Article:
So, what is the correct response when the big fish makes its dive? You simply thrust the tip end of the rod down into the water. How far down? Far enough down to ensure that the line does not touch the hull or motor of the boat. If the fish is beefy enough to extend its run away from the “wrong” side of the boat, you simply walk the rod around the bow of the boat. As soon as the line clears the hull you can lift the rod out of the water and continue the battle in a more conventional fashion. On a particularly big, nasty fish you may have to perform this maneuver more than once.

We’re assuming here that the boat is small enough to allow you to do this. Honestly, although I would certainly like to I’ve never had the problem occur while on a Hatteras 48 or similar vessel. If any readers can expound on this I would love to hear from you.

So, to sum up what to do when the big fish swims under the boat- rod lift bad, rod thrust into water good. Keep this straight and catch more of those big fish.

John Kumiski

All content in this blog, including writing and photos, copyright John Kumiski 2014. All rights are reserved.

Thanks to Ricky Dee for use of the photo!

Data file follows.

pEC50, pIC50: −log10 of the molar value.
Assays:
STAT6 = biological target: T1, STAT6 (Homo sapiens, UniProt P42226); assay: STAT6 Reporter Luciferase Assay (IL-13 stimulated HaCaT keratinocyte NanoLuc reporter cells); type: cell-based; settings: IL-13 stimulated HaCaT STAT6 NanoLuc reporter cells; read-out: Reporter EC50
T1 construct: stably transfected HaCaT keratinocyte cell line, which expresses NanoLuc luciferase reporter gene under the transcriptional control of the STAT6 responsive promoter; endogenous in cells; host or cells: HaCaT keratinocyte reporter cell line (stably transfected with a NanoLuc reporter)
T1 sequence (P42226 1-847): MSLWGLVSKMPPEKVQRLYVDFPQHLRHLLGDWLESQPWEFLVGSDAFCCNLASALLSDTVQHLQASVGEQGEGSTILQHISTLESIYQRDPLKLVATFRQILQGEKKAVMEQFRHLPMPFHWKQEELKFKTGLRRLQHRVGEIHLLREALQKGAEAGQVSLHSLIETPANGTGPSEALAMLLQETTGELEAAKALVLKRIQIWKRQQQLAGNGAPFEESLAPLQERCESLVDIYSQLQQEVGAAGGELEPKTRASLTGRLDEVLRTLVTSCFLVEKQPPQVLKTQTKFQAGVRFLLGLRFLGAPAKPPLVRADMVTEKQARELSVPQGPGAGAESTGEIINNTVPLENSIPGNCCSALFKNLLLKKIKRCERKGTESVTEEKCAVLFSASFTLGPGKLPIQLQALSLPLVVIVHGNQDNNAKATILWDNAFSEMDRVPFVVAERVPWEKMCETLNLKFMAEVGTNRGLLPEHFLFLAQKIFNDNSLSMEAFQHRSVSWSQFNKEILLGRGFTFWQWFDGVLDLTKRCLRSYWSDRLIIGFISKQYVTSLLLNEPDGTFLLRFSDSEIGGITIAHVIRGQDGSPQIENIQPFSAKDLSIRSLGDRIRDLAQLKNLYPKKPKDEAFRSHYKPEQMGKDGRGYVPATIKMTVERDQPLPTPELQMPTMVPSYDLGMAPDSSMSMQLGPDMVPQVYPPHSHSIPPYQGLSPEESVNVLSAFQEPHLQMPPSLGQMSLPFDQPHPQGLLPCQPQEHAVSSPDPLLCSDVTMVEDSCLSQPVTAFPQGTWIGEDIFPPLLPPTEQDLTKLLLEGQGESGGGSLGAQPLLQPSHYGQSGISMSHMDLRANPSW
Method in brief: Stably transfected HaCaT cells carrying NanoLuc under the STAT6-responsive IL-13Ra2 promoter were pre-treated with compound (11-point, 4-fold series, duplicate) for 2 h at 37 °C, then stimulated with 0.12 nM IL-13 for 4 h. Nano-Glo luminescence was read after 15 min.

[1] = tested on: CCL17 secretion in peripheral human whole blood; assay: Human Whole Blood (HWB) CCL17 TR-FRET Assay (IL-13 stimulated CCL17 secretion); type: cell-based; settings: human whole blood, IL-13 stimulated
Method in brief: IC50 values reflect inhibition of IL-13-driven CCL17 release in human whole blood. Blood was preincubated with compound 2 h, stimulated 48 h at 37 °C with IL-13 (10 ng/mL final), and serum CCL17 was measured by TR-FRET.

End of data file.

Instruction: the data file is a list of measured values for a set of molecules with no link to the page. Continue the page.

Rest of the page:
When to Use Small Lures

When to Use Small Lures

When to use small lures presents problems to the fisherman.

Small lures don’t cast well. The hooks are weak and prone to failure. You need to use lighter line and leaders. However, sometimes the fish don’t give you a choice. Use smaller lures or don’t get a bite.

Let’s look at four situations where small baits are necessary.

The fish are keying on small baits. In the southeastern saltwaters the bay anchovy, commonly called a glass minnow, is an important baitfish. These baits are small, frequently two inches or less. Certain gamefish species will feed on them selectively, ignoring other, larger baits.Whenever you find gamefish selectively feeding on small baits of any kind you need to “match the hatch.” Failure to do so will lead to frustration.

Haw River Tackle makes a great lure called a Sting Silver which many fish species will accept as a glass minnow imitation. Find them at www.hrtackle.com.

Orlando Saltwater Tarpon Fishing Report

The Sting Silver is the hot tip for tunny. Doesn’t look like much but they do like it!

Cold water– unlike humans, fish are cold blooded. Their metabolism slows as the water temperature drops. Consequently they are much less interested in eating large meals when the water is cold. For this reason winter fishing often requires the use of smaller lures than used during other seasons.

Heavily pressured fish– in areas where fishing pressure is heavy the fish have seen all the commonly used baits over and over again. The fish learn to avoid these commonly used baits. By using small lures the fisherman gains a competitive advantage. The fish haven’t seen a lot of small baits, and the bait itself is not perceived as a threat.